Uprising in Parliamentary Labor Party: Attempt to Overthrow Jeremy Corbyn

Last Updated: November 6, 2015
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Moderate frontbenchers are likely to organize an upsurge of resignations aiming to weaken the leadership of Jeremy Corbyn, and hope to formally organize a coup intended to oust Corbyn.

Jeremy Corbyn who has been a Member of Parliament for Islington North since the general election of 1983 might now be facing opposition from several Labour frontbenchers who served under the left-wing party. Oppositions are strongly determined to remove Corbyn before the 2020 general election. Exchange of dialogues on how to remove Corbyn have been circling around the Labour frontbenchers, discussing tactics.

The first tactic is to organize a series of resignations if the Labour performs badly in Mr. Corbyn’s first major electoral test, The Independent News reports.

A Labour MP told The Independent, “There will be an uprising in the PLP [Parliamentary Labour Party] at some point, but we have to get our timing right. We may only have one shot.”

However, moderates fear that premature actions could lead to disaster. Organizing a coup is not easy without sufficient support for a change of leader. Mr. Corbyn or another left-wing dignitary might be chosen. They reasoned, “We will need to carry enough party members with us. Otherwise it would end in disaster.”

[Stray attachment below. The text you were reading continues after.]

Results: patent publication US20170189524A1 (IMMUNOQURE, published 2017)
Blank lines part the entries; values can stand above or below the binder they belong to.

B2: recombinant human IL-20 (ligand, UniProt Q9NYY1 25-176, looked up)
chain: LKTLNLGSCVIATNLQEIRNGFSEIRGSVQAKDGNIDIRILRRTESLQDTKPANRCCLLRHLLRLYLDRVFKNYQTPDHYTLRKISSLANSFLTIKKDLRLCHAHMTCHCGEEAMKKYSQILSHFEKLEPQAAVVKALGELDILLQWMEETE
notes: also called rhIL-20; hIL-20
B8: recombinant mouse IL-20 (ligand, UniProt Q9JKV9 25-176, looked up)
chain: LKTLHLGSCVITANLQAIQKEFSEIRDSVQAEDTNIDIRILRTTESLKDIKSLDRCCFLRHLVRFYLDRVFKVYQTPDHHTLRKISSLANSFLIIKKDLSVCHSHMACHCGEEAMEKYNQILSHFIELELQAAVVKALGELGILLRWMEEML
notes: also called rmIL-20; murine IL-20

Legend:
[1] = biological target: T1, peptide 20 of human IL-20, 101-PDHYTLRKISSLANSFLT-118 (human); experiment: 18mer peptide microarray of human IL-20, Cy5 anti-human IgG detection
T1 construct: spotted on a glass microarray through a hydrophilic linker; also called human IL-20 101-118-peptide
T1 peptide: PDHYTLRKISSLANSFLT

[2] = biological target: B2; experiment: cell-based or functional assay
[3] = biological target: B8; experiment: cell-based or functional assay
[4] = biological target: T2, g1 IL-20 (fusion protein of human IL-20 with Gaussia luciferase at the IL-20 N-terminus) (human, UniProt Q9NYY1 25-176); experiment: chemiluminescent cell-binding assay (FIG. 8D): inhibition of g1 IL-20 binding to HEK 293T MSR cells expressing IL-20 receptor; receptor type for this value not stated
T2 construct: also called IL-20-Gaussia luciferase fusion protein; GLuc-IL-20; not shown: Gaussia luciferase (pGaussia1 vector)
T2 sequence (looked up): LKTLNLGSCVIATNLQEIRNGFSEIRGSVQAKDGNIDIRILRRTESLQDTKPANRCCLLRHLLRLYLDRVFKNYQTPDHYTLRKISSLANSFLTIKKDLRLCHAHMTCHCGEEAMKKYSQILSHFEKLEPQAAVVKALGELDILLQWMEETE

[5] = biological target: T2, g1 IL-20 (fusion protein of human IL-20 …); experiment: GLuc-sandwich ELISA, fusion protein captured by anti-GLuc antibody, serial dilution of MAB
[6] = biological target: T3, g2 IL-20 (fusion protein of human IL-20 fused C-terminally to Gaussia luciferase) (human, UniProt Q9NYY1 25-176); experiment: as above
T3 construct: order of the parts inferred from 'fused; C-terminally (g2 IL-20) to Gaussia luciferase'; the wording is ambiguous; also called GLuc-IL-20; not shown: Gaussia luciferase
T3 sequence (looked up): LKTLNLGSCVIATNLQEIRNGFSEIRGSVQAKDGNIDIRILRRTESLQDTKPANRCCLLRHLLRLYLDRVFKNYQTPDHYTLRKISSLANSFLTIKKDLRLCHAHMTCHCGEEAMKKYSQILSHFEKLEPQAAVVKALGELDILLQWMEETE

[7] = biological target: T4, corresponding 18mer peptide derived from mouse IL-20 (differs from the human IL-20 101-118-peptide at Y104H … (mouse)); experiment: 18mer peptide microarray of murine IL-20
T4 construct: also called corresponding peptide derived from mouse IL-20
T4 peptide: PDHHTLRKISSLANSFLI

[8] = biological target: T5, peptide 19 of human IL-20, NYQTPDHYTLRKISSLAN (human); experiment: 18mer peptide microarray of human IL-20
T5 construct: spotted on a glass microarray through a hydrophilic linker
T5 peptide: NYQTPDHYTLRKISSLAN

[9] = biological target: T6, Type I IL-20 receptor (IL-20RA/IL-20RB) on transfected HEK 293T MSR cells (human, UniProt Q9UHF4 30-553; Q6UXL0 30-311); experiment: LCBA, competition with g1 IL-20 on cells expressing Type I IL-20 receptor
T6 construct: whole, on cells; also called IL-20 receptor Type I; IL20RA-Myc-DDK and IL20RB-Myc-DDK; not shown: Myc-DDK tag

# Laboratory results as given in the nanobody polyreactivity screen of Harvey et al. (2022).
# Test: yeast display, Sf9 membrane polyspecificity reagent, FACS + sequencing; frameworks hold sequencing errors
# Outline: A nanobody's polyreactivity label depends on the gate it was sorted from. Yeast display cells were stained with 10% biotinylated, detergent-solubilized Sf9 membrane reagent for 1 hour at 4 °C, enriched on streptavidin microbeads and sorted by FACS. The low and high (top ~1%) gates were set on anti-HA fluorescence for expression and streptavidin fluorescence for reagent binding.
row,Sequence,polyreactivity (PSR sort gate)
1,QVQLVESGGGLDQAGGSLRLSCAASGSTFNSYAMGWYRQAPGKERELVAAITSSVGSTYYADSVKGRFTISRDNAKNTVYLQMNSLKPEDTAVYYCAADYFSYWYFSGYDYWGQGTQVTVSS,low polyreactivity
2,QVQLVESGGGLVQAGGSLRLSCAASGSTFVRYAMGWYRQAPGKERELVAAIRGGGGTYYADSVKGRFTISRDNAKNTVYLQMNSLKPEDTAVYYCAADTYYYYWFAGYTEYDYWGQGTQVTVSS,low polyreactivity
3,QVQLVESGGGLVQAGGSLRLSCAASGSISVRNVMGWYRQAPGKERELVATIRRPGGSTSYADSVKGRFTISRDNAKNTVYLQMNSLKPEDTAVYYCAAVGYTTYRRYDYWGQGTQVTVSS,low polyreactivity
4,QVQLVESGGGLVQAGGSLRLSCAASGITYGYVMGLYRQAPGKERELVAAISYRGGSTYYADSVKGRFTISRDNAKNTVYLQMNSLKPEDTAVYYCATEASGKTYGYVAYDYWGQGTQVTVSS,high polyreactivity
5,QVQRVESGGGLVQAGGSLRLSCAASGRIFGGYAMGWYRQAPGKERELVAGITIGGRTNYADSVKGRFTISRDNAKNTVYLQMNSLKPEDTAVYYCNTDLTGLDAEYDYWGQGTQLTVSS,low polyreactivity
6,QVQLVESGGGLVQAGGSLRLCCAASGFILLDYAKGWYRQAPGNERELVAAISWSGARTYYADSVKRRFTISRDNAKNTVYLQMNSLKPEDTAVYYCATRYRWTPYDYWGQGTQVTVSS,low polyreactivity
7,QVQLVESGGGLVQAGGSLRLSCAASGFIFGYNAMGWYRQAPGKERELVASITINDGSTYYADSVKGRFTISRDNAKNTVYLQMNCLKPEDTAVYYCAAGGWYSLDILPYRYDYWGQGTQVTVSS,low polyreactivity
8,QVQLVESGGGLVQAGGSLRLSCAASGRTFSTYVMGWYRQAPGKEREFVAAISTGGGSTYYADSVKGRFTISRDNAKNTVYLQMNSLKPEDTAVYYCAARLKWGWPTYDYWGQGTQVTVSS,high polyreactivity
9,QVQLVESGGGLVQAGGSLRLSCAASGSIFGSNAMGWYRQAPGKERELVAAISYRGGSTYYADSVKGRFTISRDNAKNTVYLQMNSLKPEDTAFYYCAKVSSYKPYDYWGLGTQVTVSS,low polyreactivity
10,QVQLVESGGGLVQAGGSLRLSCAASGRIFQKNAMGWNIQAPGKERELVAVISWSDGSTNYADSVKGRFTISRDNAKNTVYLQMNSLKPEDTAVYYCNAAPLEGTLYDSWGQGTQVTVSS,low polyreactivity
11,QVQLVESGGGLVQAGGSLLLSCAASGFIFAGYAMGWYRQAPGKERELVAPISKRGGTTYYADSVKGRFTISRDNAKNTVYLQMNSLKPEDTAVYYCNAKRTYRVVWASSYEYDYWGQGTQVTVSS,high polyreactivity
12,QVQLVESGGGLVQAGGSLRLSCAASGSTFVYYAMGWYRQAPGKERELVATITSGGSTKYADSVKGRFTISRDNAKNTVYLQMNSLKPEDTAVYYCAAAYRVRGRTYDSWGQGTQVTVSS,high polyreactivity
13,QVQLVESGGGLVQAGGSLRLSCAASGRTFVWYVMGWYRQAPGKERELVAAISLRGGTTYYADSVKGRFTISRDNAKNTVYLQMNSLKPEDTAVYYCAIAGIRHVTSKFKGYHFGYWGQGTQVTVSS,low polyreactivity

Another plot in ousting Corbyn happened on November 4 when MPs elected their chairmen, giving the moderates the opportunity to control the PLP’s 17 committees. The newly elected chairmen were labelled as “Shadow Shadow Cabinet” and “Leadership in Exile”, which include senior figures that reject Corbyn’s leadership in the Labour.

A left-wing MP defended Corbyn, saying “This is kamikaze politics from by right-wingers. People should respect Jeremy’s overwhelming mandate from party members, stop plotting and turn their fire on the Tories. If they think that plotting will help win over the members who rejected them, they are mistaken.”

Corbyn’s next actions would focus on setting up with one-to-one meetings with his backbenchers, promising to reach out to the rest of his party when he became leader in September.

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